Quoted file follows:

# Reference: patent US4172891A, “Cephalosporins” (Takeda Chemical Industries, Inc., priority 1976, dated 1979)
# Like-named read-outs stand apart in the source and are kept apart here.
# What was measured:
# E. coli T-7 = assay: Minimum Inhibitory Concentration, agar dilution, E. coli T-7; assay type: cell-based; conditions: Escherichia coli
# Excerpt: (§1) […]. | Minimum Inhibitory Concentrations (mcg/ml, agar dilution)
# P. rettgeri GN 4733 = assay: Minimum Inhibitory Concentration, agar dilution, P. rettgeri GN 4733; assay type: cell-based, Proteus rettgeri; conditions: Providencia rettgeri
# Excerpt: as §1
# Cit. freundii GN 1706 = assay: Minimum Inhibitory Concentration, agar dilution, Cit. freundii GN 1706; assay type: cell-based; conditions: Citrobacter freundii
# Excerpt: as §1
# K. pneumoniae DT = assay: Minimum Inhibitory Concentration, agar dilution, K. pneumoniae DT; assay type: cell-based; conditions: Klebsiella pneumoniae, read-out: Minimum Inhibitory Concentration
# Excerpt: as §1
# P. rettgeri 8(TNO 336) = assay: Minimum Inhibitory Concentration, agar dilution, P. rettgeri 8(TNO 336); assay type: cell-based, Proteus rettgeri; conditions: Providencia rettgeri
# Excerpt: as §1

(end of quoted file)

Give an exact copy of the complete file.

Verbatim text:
# Reference: patent US4172891A, “Cephalosporins” (Takeda Chemical Industries, Inc., priority 1976, dated 1979)
# Like-named read-outs stand apart in the source and are kept apart here.
# What was measured:
# E. coli T-7 = assay: Minimum Inhibitory Concentration, agar dilution, E. coli T-7; assay type: cell-based; conditions: Escherichia coli
# Excerpt: (§1) […]. | Minimum Inhibitory Concentrations (mcg/ml, agar dilution)
# P. rettgeri GN 4733 = assay: Minimum Inhibitory Concentration, agar dilution, P. rettgeri GN 4733; assay type: cell-based, Proteus rettgeri; conditions: Providencia rettgeri
# Excerpt: as §1
# Cit. freundii GN 1706 = assay: Minimum Inhibitory Concentration, agar dilution, Cit. freundii GN 1706; assay type: cell-based; conditions: Citrobacter freundii
# Excerpt: as §1
# K. pneumoniae DT = assay: Minimum Inhibitory Concentration, agar dilution, K. pneumoniae DT; assay type: cell-based; conditions: Klebsiella pneumoniae, read-out: Minimum Inhibitory Concentration
# Excerpt: as §1
# P. rettgeri 8(TNO 336) = assay: Minimum Inhibitory Concentration, agar dilution, P. rettgeri 8(TNO 336); assay type: cell-based, Proteus rettgeri; conditions: Providencia rettgeri
# Excerpt: as §1